Nothing in our Constitution allows jury nullification. Ironic people are willing to take the very action they accuse the government of - acting outside the law.

In the state of Missouri the law allowed for the use of deadly force when someone was committing a felony - ANY felony. Tennessee vs Garner was a SCOTUs ruling that defined when deadly force could be used against a felon.

State law is not in sync with federal law.

should we use Federal law or state law? If an officer takes an action that is lawful under state law but a violation of federal law should he be charged?

Jury nullification is a slippery cliff argument.

edit on 10-8-2015 by Xcathdra because: (no reason given)



posted on Aug, 10 2015 @ 11:09 PM
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a reply to: Helious

No it leaves the judge being able to give jury instructions that are consistent instead of allowing an individual to use his opinion on the law in question instead of the reason he is there in the first place - to judge the accused.

We have a means to have laws changed / challenged.
We have a means to remove people from office.

All it requires are people to stop being lazy and to get involved.



posted on Aug, 10 2015 @ 11:11 PM
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a reply to: bigfatfurrytexan

and when one of those freemen kill your family because in their opinion they don't like how they dress, act, vote, eat dinner etc?

The Constitution is the document that establishes how the government can act and that those actions must be approved by the consent of the people.

use the system in place.



posted on Aug, 10 2015 @ 11:33 PM
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a reply to: jaffo


Law enforcement has ZERO power over an attorney. In fact, it's the other way around. I can subpoena ANY officer of law for ANY reason I see fit and COMPEL him or her to appear and testify under oath. Law enforcement somehow making an attorney's career "go down the drain"? Yeah, I don't think so.

....




We attorneys don't have any "power." We litigate. We make arguments. That's it. We do not pull strings or manipulate anything.


Sooo.. Which is it?

Seriously.
edit on 10-8-2015 by Bundy because: (no reason given)



posted on Aug, 11 2015 @ 12:16 AM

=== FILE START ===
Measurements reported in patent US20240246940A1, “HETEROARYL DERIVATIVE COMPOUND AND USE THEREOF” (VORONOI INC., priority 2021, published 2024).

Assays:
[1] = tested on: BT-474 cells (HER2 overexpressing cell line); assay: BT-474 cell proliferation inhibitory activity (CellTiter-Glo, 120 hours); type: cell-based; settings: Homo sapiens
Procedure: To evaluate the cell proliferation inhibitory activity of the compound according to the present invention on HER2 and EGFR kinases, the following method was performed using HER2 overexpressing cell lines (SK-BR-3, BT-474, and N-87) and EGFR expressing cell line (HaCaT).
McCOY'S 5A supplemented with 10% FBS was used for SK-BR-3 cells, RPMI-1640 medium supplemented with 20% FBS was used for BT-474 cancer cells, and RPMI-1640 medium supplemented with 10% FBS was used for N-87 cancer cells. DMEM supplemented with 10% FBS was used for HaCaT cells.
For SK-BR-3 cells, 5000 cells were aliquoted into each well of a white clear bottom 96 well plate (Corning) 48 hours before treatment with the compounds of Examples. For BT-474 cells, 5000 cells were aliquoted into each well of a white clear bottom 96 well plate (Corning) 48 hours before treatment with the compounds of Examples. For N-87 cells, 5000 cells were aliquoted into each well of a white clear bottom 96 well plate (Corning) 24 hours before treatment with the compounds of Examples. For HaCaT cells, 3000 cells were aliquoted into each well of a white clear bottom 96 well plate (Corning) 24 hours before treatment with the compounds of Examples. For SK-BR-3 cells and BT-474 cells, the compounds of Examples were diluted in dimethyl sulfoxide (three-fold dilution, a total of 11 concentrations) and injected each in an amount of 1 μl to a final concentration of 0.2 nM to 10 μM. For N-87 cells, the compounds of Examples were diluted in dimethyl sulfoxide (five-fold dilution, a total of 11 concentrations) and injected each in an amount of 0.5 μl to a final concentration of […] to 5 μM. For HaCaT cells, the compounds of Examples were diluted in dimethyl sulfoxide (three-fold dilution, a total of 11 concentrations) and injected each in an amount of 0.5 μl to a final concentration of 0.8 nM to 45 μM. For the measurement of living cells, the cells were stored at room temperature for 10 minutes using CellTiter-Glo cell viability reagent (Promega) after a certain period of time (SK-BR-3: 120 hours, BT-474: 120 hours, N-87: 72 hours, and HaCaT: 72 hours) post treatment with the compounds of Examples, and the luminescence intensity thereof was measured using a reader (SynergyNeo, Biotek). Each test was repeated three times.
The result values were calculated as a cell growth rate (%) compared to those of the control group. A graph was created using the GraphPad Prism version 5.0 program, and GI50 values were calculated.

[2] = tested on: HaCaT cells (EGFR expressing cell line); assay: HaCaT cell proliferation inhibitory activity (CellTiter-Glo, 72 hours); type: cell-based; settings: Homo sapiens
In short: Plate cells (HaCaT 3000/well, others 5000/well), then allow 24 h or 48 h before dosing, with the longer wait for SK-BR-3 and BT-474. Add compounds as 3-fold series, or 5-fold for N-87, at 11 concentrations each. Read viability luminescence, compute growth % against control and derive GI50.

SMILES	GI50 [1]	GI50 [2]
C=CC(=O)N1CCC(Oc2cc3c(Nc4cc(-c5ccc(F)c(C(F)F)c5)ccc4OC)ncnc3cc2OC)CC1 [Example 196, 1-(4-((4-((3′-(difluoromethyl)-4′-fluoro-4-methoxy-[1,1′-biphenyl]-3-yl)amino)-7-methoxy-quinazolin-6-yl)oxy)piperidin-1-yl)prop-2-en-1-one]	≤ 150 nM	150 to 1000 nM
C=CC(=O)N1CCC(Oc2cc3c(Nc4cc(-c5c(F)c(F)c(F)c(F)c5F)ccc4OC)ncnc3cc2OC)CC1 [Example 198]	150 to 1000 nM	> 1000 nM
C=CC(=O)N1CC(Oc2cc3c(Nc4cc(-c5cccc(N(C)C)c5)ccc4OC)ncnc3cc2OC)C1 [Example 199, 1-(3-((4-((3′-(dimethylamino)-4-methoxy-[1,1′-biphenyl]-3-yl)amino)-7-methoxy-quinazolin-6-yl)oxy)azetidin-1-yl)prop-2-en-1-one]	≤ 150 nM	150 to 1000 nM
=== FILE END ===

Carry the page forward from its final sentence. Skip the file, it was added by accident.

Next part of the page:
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a reply to: Xcathdra

Prior to the civil war, the law was pretty clear as well. Yet jurors still were notorious for failing to convict in cases pertaining to the Fugitive Slave Law.

Jury Nullification is "using the system". In the civil rights era, jury nullification was not really the issue. The issue is having all white juries trying white defendants for murdering black people in the south. Unless we accept that an all white jury is representative of the defendants "peers".



posted on Aug, 11 2015 @ 01:19 AM
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a reply to: Xcathdra




Jury nullification bypasses the system in such a manner that it creates an unfair imbalance.


Unfair for whom?

Unfair for the judges? Unfair to the people you elect.

Pick your head up and just look around. You have more people per head in jail than any other country!

You do not have an operational justice system.! It is broken!

It serves big business. It is corrupt as all hell.

Why do you want to do away with the only piece left that can make a difference?

We The People need this avenue to have a chance, a small one at that, to correct a system where justice is now only a word. There is no justice system. The richer you are the more 'justice' you can have.

Your country is not the proud upstanding nation it once was.

P



posted on Aug, 11 2015 @ 01:30 AM
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a reply to: bigfatfurrytexan

The concept of Jury nullification occurred prior to the US even becoming independent. The Constitution says nothing about Jury nullification and over the years English common law was replaced with Criminal and civil law (codified).

The slave trade and the civil rights movement is a prime example of why jury nullification is so dangerous. It allows the individuals in those instances to be exempt from a law designed to protect all.

I don't support an action that allows an individual to ignore the law in such a manner that it does an end run around the Constitution / laws itself. If jury nullification were important it would have been included in the Constitution. rightfully so it wasn't and as we have seen throughout history its never been used in a positive manner.

The purpose / concept of a jury is to weigh all the evidence and deliver a verdict based on that evidence. No where was it designed to sit in judgement of the law instead of the person accused under the law.

Jury nullification can be argued as violating the 6th and 14th amendment. As a matter of fact there was significant debate with the 6thamendment in regards to English common law, with the only standard that was carried over from common law was 12 jurors and the requirement all 12 had to agree on a verdict of guilty.

Jury nullification was never brought over and for good reason.

edit on 11-8-2015 by Xcathdra because: (no reason given)



posted on Aug, 11 2015 @ 01:32 AM
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a reply to: pheonix358

Its unfair to an individual who is charged and convicted under a law where others who committed the exact same crime with the same standards walk free because the people on their jury decided they were there to judge the law instead of the person.

As I pointed out above it could be a 6th and 14th amendment violation.

Nice try though in trying to argue for the government or judges where it was very clear in my post I was referring to the individual.